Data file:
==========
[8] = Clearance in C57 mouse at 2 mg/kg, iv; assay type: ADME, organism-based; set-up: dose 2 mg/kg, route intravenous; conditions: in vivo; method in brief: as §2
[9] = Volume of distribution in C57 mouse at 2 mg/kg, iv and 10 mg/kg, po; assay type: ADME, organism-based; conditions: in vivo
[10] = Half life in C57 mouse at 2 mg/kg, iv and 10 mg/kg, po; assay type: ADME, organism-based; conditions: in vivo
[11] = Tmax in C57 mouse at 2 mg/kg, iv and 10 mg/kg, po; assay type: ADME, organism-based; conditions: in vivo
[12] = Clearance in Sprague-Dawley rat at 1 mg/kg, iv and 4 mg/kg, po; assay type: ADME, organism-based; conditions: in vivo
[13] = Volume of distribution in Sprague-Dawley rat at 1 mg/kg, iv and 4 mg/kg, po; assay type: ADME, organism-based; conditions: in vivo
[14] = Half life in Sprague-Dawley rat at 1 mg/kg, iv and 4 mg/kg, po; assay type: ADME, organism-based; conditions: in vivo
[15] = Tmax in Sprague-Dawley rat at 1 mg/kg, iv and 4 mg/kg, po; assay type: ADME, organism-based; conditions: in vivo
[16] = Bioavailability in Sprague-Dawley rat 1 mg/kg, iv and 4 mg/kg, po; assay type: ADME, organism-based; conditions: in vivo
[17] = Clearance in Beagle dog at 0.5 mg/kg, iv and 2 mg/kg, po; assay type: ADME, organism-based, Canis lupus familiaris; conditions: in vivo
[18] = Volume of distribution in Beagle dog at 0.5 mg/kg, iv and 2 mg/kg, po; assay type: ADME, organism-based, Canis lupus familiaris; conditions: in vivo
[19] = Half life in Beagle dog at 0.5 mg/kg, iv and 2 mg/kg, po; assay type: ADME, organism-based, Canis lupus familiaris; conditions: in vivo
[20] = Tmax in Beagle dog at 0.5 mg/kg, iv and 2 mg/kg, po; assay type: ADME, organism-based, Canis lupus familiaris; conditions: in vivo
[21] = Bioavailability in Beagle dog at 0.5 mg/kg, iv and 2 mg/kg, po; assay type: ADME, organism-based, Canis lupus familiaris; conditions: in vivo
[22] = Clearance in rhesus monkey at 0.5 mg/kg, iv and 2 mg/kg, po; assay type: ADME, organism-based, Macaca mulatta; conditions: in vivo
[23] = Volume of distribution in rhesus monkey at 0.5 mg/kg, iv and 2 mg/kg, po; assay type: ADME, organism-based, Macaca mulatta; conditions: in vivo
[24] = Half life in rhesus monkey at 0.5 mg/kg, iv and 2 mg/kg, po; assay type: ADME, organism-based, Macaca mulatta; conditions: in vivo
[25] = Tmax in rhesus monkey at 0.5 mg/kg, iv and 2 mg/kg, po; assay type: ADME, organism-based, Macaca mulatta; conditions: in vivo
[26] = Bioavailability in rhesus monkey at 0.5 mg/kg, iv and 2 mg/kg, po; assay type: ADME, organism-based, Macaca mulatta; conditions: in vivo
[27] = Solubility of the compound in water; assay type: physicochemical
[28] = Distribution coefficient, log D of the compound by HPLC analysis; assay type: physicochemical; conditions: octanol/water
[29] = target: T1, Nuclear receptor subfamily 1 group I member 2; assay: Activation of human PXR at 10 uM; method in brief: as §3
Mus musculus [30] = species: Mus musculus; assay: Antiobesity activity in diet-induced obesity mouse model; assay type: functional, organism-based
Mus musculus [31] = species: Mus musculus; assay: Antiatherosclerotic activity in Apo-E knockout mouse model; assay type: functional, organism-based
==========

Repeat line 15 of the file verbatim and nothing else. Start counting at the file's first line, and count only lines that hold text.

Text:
[22] = Clearance in rhesus monkey at 0.5 mg/kg, iv and 2 mg/kg, po; assay type: ADME, organism-based, Macaca mulatta; conditions: in vivo